– You could say that Rex the dog, the hero German shepherd who took at least two bullets protecting his 16-year-old master, has a few flaws.

What hero doesn’t?

But when it was all on the line, when Javier Mercado was alone, hiding and terrified in his family’s Des Moines home while intruders forced their way in, Rex did what every nucleotide of his DNA told him to do.

He defended his owner, the boy with whom he’d slept every night since he was a pup just about three years ago.

Police found Rex sitting in a corner of the parents’ bedroom upstairs, “very bloody, quite injured,” said Jan Magnuson of Des Moines animal control. In that same room, Javier had hidden in the closet.

Magnuson is the one who saved the dog’s life, guiding him into a kennel and rushing the bleeding animal to a vet.

Magnuson and Rex were honored by PETA, the People for the Ethical Treatment of Animals. If Rex could read, he could see that he got a “Heroic Dog Award” from the group.

But about those few flaws.

Magnuson knew Rex from previous times she had been called to the residence. “We had multiple complaints,” she said. Rex never bit anyone, she said, but he did run at people “and bark and growl.”

But Magnuson also said Rex is a brave, good dog. The family said that since the complaints, Rex has been leashed.

In the home invasion, Magnuson said, “He was protecting his home and his family. I am thrilled that he survived. To be honest, when I first saw him, I didn’t think he’d make it.”

Javier is the son of Julia Cadena, an interpreter at a health clinic, and Francisco Mercado, a crane operator. He has two older brothers who also live at home, one in community college, the other a barber.

Most weekdays, Javier is by himself at home. He’s in 11th grade and takes online classes.

His mom said that she read that German shepherds were good pets for kids with attention deficit hyperactivity disorder. “Javier has ADHD. We wanted to get a dog that was at the same energy level,” she said.

Javier was feeding Rex and a friend’s Pomeranian one day last month when he said he “heard a really loud banging on the door.” He texted one of the brothers, “Victor, is that you knocking on the door?”

“I’m at the gym,” was the answer.

Javier looked out one of the upstairs windows. He saw a guy standing at the door. He saw a Dodge Charger.

He texted his mom:

“Ma.”

“Please wya” (shorthand for “where’re you at?”)

“Mom.”

“Come home now.”

“Mom.”

“Please.”

“Mom.”

“Mom.”

“Mom.”

“Mom.”

He texted his dad:

“Pa wya.”

“Come home now.”

“Please.”

Cadena said she was at work and heard the pings on her phone, but thought it was like other times, her son being hungry and wanting Mom to send him some food.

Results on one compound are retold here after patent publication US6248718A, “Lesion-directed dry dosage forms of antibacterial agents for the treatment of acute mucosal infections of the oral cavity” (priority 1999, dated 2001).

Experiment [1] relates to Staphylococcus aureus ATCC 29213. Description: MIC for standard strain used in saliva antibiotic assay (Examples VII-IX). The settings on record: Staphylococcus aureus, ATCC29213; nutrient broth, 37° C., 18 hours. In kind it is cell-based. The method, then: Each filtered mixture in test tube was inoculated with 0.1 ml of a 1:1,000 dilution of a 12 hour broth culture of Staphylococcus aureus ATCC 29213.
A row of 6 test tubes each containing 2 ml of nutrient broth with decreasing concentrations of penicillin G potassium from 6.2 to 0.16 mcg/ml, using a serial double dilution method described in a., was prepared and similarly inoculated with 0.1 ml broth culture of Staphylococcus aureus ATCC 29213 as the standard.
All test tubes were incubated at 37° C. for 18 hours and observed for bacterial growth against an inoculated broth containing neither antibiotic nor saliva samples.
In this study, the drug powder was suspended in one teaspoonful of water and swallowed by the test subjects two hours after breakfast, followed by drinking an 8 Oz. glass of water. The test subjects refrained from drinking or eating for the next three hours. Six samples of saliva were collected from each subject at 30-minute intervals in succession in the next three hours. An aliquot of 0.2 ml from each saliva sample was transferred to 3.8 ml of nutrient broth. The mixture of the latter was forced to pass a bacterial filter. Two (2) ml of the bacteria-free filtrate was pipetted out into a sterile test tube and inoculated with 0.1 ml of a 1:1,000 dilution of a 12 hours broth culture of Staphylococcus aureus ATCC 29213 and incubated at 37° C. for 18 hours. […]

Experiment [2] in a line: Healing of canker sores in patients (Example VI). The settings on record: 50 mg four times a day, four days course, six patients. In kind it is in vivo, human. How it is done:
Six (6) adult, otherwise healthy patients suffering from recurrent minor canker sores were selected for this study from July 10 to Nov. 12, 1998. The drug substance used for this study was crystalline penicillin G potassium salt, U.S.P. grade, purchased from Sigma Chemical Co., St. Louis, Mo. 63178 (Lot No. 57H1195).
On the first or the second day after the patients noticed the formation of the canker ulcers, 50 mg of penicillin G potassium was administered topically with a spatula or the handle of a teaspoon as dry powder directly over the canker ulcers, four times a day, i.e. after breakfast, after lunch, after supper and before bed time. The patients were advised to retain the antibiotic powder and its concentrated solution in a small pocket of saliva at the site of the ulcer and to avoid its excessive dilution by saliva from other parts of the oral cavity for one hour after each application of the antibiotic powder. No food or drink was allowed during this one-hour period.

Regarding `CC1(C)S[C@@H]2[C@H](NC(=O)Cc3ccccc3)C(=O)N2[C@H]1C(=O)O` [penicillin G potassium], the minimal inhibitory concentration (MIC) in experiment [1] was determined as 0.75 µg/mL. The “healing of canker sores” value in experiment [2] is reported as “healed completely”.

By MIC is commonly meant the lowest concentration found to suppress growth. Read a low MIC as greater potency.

His dad called back, but Javier was on the line with 911 and kept declining his dad’s calls.

By then Javier had seen the first guy and another man go around to the back of the house.

“I heard the sliding door just shatter,” Javier said. “I grabbed the closest thing to me. A screwdriver, a little thing, about 8 inches long.”

He hid in the walk-in closet.

The family had moved to the four-bedroom rental house only seven months earlier. Javier struggled to remember the exact address for the 911 dispatcher. “She finally figured it out,” Javier said.

He could hear Rex barking at the men (the Pomeranian made himself scarce).

Javier could hear the robbers break things. He could hear them kicking down doors inside the house even though they weren’t locked. Later the family would find mattresses that had been stabbed and ripped.

Javier heard one of the guys yell about 77-pound Rex, “Get the dog! The dog bit me!”

Javier could hear Rex run upstairs to the bedroom in which he was hiding. The door to the bedroom was open.

Javier heard four gunshots. Either two or three of the .22 caliber bullets hit Rex. One bullet went through his neck; he also was hit in the rear left leg, breaking it and requiring a surgical pin and screw, and the right front leg, perhaps by the same bullet.

“He cried every time he got hit,” Javier said.

He could hear police sirens. The robbers fled.

Javier had been on the phone to 911 for 53 minutes by the time it was all over.

Des Moines Police Commander Doug Jenkins said they “hope to have a resolution soon” to the case.

Meanwhile, the family has moved out of the house.

Javier is now seeing a psychologist to talk about all that happened. Even Rex has a pet psychologist, as he is jittery when seeing strangers. He wears a cone-shaped collar to prevent him from pulling at 17 staples from the operation.

The prognosis for Rex is good, Cadena said, even though his neck has bullet fragments that couldn’t be extracted.

Javier was asked if Rex took the bullets because the dog felt love for his owner. “Yeah, he did,” he answered.